El Salvador, like other Central American countries, has suffered from oppression and human rights abuses since the colonial era. Indeed, the country’s social injustice persisted and was a major trigger for the armed conflict of 1980-1992.
During the war, many adults and children were unidentified victims and missing, some of the latter being illegally abandoned for adoption. Despite great progress after the peace agreement to end the war in 1992, the country still faces crime and violence on a daily basis, threatening the development of the people of El Salvador. This volatile situation has led to a surge in the number of immigrants to other countries, especially the Salvadors at risk of crossing the Mexican-US border. However, until now, El Salvador did not have a complete forensic database that could assess the genetic correspondence between the body of a missing person and his relatives.
It is currently being developed by the Genomics Service of the University of Pompeu Fabra (UPF) and a team of researchers at the Institute of Evolutionary Biology (IBE), a joint center of CSIC and UPF. Gene database The 400 Salvadorians who make up the most powerful tool for more accurately identifying the bodies of El Salvador and the missing persons along immigrant routes.The study was published in the journal Forensic International: Genetics..
A research team led by Ferran Casals, formerly responsible for UPF’s genomics services, and Francesc Calafell, a principal investigator at IBE, has worked with a team led by Patricia Vásquez of Asociación Pro-Búsqueda, who manages a database of genes. Profiles of relatives who continue to look for children who disappeared during armed conflict, and profiles of young people already discovered by Probaskeda.
Eduardo García, Executive Director of Pro-Búsqueda, said: “Our association was able to resolve more than 400 children who were abandoned in the context of violence. Our country identified the missing and thanks to such a project. At we have achieved that. We are beginning to see the consequences and improvements of justice and democracy, which encourages us and is very necessary. “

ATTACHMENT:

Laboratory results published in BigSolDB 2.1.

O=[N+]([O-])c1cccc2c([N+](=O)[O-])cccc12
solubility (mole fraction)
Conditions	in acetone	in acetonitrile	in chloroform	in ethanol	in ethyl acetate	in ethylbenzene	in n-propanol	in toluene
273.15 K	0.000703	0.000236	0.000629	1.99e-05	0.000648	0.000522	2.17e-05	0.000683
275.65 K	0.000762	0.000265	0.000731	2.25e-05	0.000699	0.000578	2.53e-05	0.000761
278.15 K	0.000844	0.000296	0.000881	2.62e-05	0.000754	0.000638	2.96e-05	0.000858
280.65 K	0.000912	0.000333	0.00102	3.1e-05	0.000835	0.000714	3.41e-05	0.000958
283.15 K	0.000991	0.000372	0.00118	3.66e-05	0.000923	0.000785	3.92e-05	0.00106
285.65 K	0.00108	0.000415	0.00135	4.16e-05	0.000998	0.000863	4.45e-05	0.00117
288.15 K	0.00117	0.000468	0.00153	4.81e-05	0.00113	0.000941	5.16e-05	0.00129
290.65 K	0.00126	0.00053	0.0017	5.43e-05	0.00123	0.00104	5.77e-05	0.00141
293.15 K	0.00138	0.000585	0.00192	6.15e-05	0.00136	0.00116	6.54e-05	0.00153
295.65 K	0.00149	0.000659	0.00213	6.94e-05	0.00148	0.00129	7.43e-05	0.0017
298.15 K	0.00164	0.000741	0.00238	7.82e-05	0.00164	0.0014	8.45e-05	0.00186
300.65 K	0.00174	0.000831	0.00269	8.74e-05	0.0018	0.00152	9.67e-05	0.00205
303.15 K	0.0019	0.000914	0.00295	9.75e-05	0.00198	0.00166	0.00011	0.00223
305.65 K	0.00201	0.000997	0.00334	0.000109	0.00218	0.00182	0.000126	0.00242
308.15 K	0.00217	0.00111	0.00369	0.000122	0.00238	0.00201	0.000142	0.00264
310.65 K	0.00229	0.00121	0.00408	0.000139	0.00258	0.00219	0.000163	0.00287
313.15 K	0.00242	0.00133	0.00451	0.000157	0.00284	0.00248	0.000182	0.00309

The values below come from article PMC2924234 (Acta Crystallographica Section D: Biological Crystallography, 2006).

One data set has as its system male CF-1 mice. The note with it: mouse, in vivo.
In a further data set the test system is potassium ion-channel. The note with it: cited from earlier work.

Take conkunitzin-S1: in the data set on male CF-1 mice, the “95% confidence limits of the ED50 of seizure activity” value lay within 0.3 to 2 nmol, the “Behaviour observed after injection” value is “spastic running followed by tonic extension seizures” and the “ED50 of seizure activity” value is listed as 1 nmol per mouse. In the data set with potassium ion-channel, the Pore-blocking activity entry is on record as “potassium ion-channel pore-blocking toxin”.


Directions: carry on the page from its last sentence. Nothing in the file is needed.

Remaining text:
“This is an innovative project that has developed a pioneering application of cutting-edge nucleic acid sequencing technology in forensic genetics. In addition, interaction and collaboration with El Salvador researchers is extremely important to all involved. It was exciting and rich, “says Casals. add.
The first genetic database of the people of El Salvador
So far, no such genetic database has existed for the population of Central American countries.The new database has made it possible to characterize the diversity of population Of El Salvador to better identify the disappeared. “If the two samples match, one is missing and the other is a member of their potential family. The database is relevant to those people compared to the other populations of El Salvador. It helps to assess the probability of being in, “Calafell explains in detail. .. “In other words, finding a match for a very rare genetic mutation in the population would be more important evidence than finding a match for a very common mutation.”
The tools developed have proven to be extremely powerful and robust. “Thanks to the excellent resolution of sequenced genomic markers, and thanks to the large number of individual sequences that have been accumulated, the database goes a little further for us to not only identify parents and children, but also distant relationships. It has made it possible to identify, “adds Carafel, a professor of medical and life sciences at UPF.
The new database opens the door to identify people who have disappeared in other situations, such as immigrants (and the percentage of Salvadors) who died trying to reach the United States. The current data is unknown. However, the new tool can be used for any application in forensic genetics, such as criminal cases or identifying human bodies in situations where recovered DNA is highly degraded.
In 2016, the Reds Society learned about pioneering forensic genetics research to identify the remains of the Spanish Civil War mass grave, led by Ferran Casals and Francesc Carafel. This started a collaboration between Reds and Asociación Pro-Búsqueda to carry out this project. During these years, they have been supported by the Catalan Development Cooperation Agency (ACCD) and the UPF Solidària program.
Funding has made it possible to analyze and create samples Database, And a training stay at UPF’s Genomics Services for researchers at the University of El Salvador. Within the framework of these collaborations, a basic online forensic genetics course supervised by Ferran Casals has also been created and is available on the UPF Genomics Services website.
Ferran Casals et al, El Salvador Forensic Population Database: 58 STRs and 94 SNPs, Forensic International: Genetics (2021). DOI: 10.1016 / j.fsigen.2021.102646
Courtesy of Pompeu Fabra University-Barcelona
Quote: The genetic database for identifying missing persons in El Salvador (February 14, 2022) can be found at https://phys.org/news/2022-02-genetic-database-persons-el-salvador.html. Acquired on February 14, 2022.
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Genetic database for identifying missing persons in El Salvador
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